The Fresh Loaf

News & Information for Amateur Bakers and Artisan Bread Enthusiasts

cold lye vs boiling lye

TOMATOANDEGG's picture
TOMATOANDEGG

cold lye vs boiling lye

Hi guys,

 

i'm making brioche buns and want a dark brown exterior. Do i need to dip the proofed buns into a boiling lye solution or will a cold lye solution work?

what does the temperature of the lye solution have to do with the end result? is it simply to get a chewy exterior? if so and a cold dip will effect the PH then i'm leaning towards using a cold dip to preserve the soft exterior but achieve a dark brown colour. what are your thoughts? anyone have the knowledge to steer me in the right direction?

 

thanks

 

 

MichaelLily's picture
MichaelLily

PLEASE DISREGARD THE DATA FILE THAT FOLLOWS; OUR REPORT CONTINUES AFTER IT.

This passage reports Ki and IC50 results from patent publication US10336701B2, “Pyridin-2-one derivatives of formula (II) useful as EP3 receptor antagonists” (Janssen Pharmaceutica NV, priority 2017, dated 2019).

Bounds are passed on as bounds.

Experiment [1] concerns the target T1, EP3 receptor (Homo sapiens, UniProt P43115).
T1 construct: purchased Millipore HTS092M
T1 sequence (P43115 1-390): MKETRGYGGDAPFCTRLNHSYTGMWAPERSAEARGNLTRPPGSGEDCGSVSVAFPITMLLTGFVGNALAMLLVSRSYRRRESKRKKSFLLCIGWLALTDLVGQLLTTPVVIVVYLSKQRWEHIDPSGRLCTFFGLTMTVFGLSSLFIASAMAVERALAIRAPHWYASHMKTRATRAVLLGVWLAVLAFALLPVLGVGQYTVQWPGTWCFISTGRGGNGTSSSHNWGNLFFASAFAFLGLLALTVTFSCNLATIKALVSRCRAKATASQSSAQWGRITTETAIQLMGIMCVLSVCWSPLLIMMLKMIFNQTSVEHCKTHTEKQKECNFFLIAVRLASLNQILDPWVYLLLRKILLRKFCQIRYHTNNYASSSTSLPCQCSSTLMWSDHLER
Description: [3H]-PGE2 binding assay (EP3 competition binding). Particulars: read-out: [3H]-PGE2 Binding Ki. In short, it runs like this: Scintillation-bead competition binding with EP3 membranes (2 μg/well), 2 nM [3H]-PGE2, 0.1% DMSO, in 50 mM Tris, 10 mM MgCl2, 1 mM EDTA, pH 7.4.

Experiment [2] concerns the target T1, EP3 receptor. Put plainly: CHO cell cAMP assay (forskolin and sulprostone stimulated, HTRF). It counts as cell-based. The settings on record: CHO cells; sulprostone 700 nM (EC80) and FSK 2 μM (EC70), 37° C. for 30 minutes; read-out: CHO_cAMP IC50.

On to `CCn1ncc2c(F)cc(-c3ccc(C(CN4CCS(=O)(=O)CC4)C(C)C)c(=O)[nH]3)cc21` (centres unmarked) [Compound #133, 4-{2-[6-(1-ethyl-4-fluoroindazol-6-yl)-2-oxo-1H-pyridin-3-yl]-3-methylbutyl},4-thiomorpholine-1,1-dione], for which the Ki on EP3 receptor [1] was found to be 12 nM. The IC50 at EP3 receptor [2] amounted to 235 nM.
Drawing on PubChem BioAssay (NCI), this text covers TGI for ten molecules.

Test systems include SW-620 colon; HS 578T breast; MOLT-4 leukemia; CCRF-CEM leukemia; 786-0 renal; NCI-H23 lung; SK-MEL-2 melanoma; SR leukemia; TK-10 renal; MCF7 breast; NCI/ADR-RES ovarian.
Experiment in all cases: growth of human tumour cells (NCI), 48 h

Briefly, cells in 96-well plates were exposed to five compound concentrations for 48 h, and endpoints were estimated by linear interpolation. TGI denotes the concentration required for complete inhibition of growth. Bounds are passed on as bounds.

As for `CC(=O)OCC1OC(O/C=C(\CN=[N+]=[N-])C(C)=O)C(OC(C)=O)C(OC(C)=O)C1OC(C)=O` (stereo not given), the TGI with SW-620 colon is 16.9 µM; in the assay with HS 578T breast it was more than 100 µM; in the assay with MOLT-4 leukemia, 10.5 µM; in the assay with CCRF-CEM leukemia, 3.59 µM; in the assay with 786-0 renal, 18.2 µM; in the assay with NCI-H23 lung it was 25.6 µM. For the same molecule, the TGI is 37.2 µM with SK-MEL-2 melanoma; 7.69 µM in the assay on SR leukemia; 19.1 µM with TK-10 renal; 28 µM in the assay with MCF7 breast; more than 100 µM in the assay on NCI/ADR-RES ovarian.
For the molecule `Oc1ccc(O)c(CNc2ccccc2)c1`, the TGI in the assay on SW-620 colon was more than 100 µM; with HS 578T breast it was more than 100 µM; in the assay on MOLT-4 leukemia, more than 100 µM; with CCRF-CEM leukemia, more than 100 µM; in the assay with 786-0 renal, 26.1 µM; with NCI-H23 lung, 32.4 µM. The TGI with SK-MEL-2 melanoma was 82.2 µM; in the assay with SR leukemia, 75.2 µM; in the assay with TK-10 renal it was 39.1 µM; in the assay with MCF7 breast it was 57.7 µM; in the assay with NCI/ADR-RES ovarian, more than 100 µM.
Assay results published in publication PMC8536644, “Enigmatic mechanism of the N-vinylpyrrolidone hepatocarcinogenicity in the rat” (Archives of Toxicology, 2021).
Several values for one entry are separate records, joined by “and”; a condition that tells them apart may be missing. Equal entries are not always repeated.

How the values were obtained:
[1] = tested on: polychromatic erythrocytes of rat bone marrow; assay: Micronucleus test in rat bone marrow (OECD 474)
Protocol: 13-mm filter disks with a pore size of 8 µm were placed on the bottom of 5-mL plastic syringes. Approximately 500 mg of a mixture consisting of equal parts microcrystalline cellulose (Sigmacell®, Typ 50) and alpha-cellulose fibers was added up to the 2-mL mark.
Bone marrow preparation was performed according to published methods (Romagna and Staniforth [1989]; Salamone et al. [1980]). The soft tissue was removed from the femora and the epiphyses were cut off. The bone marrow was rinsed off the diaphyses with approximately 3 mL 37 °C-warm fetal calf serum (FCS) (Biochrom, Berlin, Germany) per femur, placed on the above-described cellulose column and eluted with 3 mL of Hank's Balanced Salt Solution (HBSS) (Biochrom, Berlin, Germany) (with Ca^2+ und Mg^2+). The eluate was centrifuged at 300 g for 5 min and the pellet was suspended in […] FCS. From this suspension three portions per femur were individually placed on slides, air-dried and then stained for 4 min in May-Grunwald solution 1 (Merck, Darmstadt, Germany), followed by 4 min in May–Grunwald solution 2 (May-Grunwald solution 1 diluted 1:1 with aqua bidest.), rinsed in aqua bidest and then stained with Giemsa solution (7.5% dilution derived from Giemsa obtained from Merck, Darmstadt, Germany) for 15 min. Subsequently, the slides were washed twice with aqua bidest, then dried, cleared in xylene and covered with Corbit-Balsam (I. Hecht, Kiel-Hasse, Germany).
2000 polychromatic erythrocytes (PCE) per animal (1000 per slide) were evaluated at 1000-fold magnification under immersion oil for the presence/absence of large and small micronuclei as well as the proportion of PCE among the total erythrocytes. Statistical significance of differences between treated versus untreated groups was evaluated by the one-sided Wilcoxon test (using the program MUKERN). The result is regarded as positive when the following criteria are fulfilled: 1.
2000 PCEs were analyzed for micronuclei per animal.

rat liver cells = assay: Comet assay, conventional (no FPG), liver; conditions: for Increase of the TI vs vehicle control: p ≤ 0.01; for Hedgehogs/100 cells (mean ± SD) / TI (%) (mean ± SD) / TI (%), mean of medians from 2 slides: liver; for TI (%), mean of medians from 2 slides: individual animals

A cold dip will work just fine, but remember that lye is a salt and as such is very salty (pretzely). For a good example of what lye does, bake a blank pretzel and bake a lye pretzel and taste them both. It is true you can use a very weak lye solution instead, but it is the sugars in brioche that cause the intense browning. Lye should not be needed. Even at a very low dilution, lye can dramatically change texture (think good bagels). I recommend using an egg wash and maybe starting at a high baking temp and lowering it after 10 mins or so.

pmccool's picture
pmccool

Egg wash is definitely the way to go for this bread, not lye.

Paul